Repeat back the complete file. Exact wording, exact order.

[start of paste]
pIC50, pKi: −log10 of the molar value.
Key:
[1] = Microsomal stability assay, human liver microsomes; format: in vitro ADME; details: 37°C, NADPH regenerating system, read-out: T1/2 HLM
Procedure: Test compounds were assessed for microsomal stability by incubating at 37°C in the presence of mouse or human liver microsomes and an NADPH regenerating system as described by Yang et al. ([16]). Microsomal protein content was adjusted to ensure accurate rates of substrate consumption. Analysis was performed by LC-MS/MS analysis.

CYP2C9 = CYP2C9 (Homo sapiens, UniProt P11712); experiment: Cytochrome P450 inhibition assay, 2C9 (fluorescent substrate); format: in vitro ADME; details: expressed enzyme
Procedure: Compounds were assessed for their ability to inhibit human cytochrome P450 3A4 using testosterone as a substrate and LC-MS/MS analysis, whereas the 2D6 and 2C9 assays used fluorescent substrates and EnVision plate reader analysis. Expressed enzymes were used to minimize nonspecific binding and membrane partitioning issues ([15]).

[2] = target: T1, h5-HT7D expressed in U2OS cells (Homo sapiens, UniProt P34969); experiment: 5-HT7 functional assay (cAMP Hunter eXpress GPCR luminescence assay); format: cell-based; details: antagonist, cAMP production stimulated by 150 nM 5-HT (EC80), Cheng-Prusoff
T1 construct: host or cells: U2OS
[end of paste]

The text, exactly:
pIC50, pKi: −log10 of the molar value.
Key:
[1] = Microsomal stability assay, human liver microsomes; format: in vitro ADME; details: 37°C, NADPH regenerating system, read-out: T1/2 HLM
Procedure: Test compounds were assessed for microsomal stability by incubating at 37°C in the presence of mouse or human liver microsomes and an NADPH regenerating system as described by Yang et al. ([16]). Microsomal protein content was adjusted to ensure accurate rates of substrate consumption. Analysis was performed by LC-MS/MS analysis.

CYP2C9 = CYP2C9 (Homo sapiens, UniProt P11712); experiment: Cytochrome P450 inhibition assay, 2C9 (fluorescent substrate); format: in vitro ADME; details: expressed enzyme
Procedure: Compounds were assessed for their ability to inhibit human cytochrome P450 3A4 using testosterone as a substrate and LC-MS/MS analysis, whereas the 2D6 and 2C9 assays used fluorescent substrates and EnVision plate reader analysis. Expressed enzymes were used to minimize nonspecific binding and membrane partitioning issues ([15]).

[2] = target: T1, h5-HT7D expressed in U2OS cells (Homo sapiens, UniProt P34969); experiment: 5-HT7 functional assay (cAMP Hunter eXpress GPCR luminescence assay); format: cell-based; details: antagonist, cAMP production stimulated by 150 nM 5-HT (EC80), Cheng-Prusoff
T1 construct: host or cells: U2OS